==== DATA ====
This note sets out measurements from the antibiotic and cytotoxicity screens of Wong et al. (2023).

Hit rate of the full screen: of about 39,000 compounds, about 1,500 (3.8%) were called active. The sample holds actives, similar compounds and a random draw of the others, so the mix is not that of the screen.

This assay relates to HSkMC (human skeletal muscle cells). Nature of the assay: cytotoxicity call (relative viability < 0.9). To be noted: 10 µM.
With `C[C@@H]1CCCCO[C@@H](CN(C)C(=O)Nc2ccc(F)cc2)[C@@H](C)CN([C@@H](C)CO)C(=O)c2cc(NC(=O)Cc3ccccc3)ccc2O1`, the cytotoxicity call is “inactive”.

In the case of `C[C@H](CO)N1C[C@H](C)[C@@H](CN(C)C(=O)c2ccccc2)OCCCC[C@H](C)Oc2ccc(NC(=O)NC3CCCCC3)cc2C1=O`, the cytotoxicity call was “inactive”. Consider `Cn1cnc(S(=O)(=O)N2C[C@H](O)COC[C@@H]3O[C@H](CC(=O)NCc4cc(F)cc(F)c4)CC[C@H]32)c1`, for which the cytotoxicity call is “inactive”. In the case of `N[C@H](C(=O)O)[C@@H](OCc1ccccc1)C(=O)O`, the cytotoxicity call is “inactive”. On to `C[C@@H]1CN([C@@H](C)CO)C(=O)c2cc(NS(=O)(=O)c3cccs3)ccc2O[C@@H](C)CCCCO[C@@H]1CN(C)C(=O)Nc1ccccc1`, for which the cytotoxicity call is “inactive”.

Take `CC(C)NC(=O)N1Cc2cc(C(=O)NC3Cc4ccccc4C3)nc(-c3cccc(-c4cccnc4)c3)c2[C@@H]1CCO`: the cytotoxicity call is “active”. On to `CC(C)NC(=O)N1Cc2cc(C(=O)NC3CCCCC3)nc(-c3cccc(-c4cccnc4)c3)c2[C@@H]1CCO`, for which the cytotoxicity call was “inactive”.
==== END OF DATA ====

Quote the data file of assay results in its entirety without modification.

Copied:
This note sets out measurements from the antibiotic and cytotoxicity screens of Wong et al. (2023).

Hit rate of the full screen: of about 39,000 compounds, about 1,500 (3.8%) were called active. The sample holds actives, similar compounds and a random draw of the others, so the mix is not that of the screen.

This assay relates to HSkMC (human skeletal muscle cells). Nature of the assay: cytotoxicity call (relative viability < 0.9). To be noted: 10 µM.
With `C[C@@H]1CCCCO[C@@H](CN(C)C(=O)Nc2ccc(F)cc2)[C@@H](C)CN([C@@H](C)CO)C(=O)c2cc(NC(=O)Cc3ccccc3)ccc2O1`, the cytotoxicity call is “inactive”.

In the case of `C[C@H](CO)N1C[C@H](C)[C@@H](CN(C)C(=O)c2ccccc2)OCCCC[C@H](C)Oc2ccc(NC(=O)NC3CCCCC3)cc2C1=O`, the cytotoxicity call was “inactive”. Consider `Cn1cnc(S(=O)(=O)N2C[C@H](O)COC[C@@H]3O[C@H](CC(=O)NCc4cc(F)cc(F)c4)CC[C@H]32)c1`, for which the cytotoxicity call is “inactive”. In the case of `N[C@H](C(=O)O)[C@@H](OCc1ccccc1)C(=O)O`, the cytotoxicity call is “inactive”. On to `C[C@@H]1CN([C@@H](C)CO)C(=O)c2cc(NS(=O)(=O)c3cccs3)ccc2O[C@@H](C)CCCCO[C@@H]1CN(C)C(=O)Nc1ccccc1`, for which the cytotoxicity call is “inactive”.

Take `CC(C)NC(=O)N1Cc2cc(C(=O)NC3Cc4ccccc4C3)nc(-c3cccc(-c4cccnc4)c3)c2[C@@H]1CCO`: the cytotoxicity call is “active”. On to `CC(C)NC(=O)N1Cc2cc(C(=O)NC3CCCCC3)nc(-c3cccc(-c4cccnc4)c3)c2[C@@H]1CCO`, for which the cytotoxicity call was “inactive”.